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You're in a relationship. Something doesn't seem right, but you can't put your finger on it. Here's how to tell if your relationship is healthy or unhealthy for you.

Being in a HEALTHY RELATIONSHIP means ...

If you are in an UNHEALTHY RELATIONSHIP ...

Loving and taking care of yourself, before and while in a relationship. You care for and focus on another person only and neglect yourself or you focus only on yourself and neglect the other person.
Respecting individuality, embracing differences, and allowing each person to "be themselves." You feel pressure to change to meet the other person's standards, you are afraid to disagree, and your ideas or criticized. Or, you pressure the other person to meet your standards and criticize his/her ideas.
Doing things with friends and family and having activities independent of each other. One of you has to justify what you do, where you go, and who you see.
Discussing things, allowing for differences of opinion, and compromising equally. One of you makes all the decisions and controls everything without listening to the other's input.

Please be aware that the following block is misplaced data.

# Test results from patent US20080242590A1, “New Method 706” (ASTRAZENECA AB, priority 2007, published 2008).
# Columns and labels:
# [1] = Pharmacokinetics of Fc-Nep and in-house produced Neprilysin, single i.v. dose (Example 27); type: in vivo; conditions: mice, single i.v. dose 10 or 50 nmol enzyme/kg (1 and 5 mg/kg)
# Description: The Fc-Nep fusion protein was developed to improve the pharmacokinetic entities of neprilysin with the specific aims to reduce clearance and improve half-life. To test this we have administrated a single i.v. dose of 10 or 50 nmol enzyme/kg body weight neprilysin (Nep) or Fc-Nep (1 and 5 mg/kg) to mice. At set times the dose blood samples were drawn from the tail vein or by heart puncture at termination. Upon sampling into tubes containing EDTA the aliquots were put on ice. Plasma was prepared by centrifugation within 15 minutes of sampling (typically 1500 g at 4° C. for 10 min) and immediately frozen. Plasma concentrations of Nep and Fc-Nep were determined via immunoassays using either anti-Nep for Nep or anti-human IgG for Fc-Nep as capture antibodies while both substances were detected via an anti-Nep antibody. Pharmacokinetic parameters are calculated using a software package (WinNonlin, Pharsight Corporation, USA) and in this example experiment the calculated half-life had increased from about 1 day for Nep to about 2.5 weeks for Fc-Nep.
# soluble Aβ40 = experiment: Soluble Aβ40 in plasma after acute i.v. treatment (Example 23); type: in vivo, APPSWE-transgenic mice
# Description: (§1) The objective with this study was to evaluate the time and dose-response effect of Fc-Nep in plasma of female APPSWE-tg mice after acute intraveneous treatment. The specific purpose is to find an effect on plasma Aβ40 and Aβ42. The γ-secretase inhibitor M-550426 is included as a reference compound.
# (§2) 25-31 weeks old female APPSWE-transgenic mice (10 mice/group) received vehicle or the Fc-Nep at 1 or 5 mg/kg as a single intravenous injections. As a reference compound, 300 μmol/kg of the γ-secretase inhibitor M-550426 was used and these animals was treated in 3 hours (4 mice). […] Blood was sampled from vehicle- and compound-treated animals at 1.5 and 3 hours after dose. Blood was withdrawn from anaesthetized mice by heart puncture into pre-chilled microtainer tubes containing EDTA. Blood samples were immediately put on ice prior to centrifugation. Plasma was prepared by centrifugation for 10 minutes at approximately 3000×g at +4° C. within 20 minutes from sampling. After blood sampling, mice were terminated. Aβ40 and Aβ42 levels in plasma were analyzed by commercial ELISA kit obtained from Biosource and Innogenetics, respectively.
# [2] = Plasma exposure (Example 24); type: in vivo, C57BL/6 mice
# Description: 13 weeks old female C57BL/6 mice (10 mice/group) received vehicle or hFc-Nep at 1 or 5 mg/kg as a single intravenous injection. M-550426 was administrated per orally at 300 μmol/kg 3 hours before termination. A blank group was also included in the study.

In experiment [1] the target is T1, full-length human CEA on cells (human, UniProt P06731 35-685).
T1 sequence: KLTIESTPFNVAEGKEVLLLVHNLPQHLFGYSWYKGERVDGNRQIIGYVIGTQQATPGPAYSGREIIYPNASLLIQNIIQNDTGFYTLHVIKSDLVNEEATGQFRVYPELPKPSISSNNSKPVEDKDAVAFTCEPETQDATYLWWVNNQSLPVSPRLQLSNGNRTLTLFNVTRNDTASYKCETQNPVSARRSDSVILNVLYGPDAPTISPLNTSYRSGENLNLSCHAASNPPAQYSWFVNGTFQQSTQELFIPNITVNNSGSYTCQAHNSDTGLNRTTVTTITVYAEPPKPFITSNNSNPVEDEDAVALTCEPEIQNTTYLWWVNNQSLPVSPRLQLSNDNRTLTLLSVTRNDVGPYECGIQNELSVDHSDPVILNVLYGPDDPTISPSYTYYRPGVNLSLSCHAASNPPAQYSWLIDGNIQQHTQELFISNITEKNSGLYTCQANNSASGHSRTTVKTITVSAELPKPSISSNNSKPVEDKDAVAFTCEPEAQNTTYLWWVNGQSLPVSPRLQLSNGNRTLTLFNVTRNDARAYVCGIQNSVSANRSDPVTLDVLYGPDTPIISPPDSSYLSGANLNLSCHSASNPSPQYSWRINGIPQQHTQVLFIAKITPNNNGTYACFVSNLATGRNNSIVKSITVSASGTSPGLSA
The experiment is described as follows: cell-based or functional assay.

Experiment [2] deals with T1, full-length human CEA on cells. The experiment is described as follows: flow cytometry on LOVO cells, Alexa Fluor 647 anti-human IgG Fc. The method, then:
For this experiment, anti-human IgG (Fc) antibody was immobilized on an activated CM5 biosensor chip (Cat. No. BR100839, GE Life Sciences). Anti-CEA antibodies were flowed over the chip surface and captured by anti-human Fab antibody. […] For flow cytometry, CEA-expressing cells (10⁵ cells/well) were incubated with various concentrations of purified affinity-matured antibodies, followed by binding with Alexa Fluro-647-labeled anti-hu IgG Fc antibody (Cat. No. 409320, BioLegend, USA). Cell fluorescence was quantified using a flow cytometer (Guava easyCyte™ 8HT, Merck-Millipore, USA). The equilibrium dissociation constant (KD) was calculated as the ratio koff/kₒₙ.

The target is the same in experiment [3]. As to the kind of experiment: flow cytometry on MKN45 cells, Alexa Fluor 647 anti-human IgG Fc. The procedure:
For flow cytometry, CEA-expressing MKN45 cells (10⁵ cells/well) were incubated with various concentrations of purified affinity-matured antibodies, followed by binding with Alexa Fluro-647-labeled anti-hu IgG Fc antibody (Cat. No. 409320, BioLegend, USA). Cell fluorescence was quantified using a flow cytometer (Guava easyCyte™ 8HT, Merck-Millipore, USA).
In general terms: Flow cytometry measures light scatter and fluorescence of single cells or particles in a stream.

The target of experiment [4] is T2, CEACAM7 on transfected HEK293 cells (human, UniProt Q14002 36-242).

Expressing and listening to each other's feelings, needs, and desires. One of you feels unheard and is unable to communicate what you want.
Trusting and being honest with yourself and each other. You lie to each other and find yourself making excuses for the other person.
Respecting each other's need for privacy. You don't have any personal space and have to share everything with the other person.
Sharing sexual histories and sexual health status with a partner. Your partner keeps his/her sexual history a secret or hides a sexually transmitted infection from you or you do not disclose your history to your partner.
Practicing safer sex methods. You feel scared of asking your partner to use protection or s/he has refused your requests for safer sex. Or, you refuse to use safer sex methods after your partner has requested or you make your partner feel scared.
Respecting sexual boundaries and being able to say no to sex. Your partner has forced you to have sex or you have had sex when you don't really want to. Or, you have forced or coerced your partner to have sex.
Resolving conflicts in a rational peaceful, and mutually agreed upon way. One or both of you yells and hits, shoves or throws things at the other in an argument.
There is room for positive growth and you learn more about each other as you develop and mature. You feel stifled, trapped, and stagnant. You are unable to escape the pressures of the relationship.


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